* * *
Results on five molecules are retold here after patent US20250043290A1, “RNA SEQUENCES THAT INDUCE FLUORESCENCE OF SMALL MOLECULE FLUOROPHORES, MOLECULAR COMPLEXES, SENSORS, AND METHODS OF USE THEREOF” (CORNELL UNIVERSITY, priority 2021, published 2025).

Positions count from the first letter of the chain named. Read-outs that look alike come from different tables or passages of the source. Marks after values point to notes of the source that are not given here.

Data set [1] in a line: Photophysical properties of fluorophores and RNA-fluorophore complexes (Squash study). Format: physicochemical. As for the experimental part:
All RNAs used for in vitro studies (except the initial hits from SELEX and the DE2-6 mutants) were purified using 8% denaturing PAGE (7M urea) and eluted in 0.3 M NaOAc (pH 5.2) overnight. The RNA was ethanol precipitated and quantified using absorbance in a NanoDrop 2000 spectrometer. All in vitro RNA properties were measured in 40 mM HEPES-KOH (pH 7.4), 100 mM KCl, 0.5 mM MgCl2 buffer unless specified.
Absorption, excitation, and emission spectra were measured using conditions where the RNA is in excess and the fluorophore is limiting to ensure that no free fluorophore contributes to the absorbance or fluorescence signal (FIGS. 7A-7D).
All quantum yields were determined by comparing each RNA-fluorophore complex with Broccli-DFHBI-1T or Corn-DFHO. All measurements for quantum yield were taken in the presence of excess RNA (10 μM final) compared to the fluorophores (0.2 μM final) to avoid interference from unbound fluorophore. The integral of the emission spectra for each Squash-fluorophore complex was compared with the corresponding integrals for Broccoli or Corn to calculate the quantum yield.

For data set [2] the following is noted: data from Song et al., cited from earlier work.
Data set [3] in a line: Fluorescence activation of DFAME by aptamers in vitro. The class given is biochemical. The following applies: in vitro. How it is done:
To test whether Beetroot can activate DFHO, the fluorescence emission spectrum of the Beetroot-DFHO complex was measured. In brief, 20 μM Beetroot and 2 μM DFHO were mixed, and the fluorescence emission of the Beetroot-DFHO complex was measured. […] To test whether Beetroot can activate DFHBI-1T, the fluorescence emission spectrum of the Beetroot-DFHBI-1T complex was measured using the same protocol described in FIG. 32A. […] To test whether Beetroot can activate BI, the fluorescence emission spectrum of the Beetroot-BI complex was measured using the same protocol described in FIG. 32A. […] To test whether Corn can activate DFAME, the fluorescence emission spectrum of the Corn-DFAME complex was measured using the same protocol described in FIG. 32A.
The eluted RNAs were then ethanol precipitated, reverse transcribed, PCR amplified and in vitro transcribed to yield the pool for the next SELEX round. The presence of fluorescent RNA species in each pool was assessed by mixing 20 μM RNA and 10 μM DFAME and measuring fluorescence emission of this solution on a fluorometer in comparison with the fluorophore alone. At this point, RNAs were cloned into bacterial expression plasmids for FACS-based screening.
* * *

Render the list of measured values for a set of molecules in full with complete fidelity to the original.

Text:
Results on five molecules are retold here after patent US20250043290A1, “RNA SEQUENCES THAT INDUCE FLUORESCENCE OF SMALL MOLECULE FLUOROPHORES, MOLECULAR COMPLEXES, SENSORS, AND METHODS OF USE THEREOF” (CORNELL UNIVERSITY, priority 2021, published 2025).

Positions count from the first letter of the chain named. Read-outs that look alike come from different tables or passages of the source. Marks after values point to notes of the source that are not given here.

Data set [1] in a line: Photophysical properties of fluorophores and RNA-fluorophore complexes (Squash study). Format: physicochemical. As for the experimental part:
All RNAs used for in vitro studies (except the initial hits from SELEX and the DE2-6 mutants) were purified using 8% denaturing PAGE (7M urea) and eluted in 0.3 M NaOAc (pH 5.2) overnight. The RNA was ethanol precipitated and quantified using absorbance in a NanoDrop 2000 spectrometer. All in vitro RNA properties were measured in 40 mM HEPES-KOH (pH 7.4), 100 mM KCl, 0.5 mM MgCl2 buffer unless specified.
Absorption, excitation, and emission spectra were measured using conditions where the RNA is in excess and the fluorophore is limiting to ensure that no free fluorophore contributes to the absorbance or fluorescence signal (FIGS. 7A-7D).
All quantum yields were determined by comparing each RNA-fluorophore complex with Broccli-DFHBI-1T or Corn-DFHO. All measurements for quantum yield were taken in the presence of excess RNA (10 μM final) compared to the fluorophores (0.2 μM final) to avoid interference from unbound fluorophore. The integral of the emission spectra for each Squash-fluorophore complex was compared with the corresponding integrals for Broccoli or Corn to calculate the quantum yield.

For data set [2] the following is noted: data from Song et al., cited from earlier work.
Data set [3] in a line: Fluorescence activation of DFAME by aptamers in vitro. The class given is biochemical. The following applies: in vitro. How it is done:
To test whether Beetroot can activate DFHO, the fluorescence emission spectrum of the Beetroot-DFHO complex was measured. In brief, 20 μM Beetroot and 2 μM DFHO were mixed, and the fluorescence emission of the Beetroot-DFHO complex was measured. […] To test whether Beetroot can activate DFHBI-1T, the fluorescence emission spectrum of the Beetroot-DFHBI-1T complex was measured using the same protocol described in FIG. 32A. […] To test whether Beetroot can activate BI, the fluorescence emission spectrum of the Beetroot-BI complex was measured using the same protocol described in FIG. 32A. […] To test whether Corn can activate DFAME, the fluorescence emission spectrum of the Corn-DFAME complex was measured using the same protocol described in FIG. 32A.
The eluted RNAs were then ethanol precipitated, reverse transcribed, PCR amplified and in vitro transcribed to yield the pool for the next SELEX round. The presence of fluorescent RNA species in each pool was assessed by mixing 20 μM RNA and 10 μM DFAME and measuring fluorescence emission of this solution on a fluorometer in comparison with the fluorophore alone. At this point, RNAs were cloned into bacterial expression plasmids for FACS-based screening.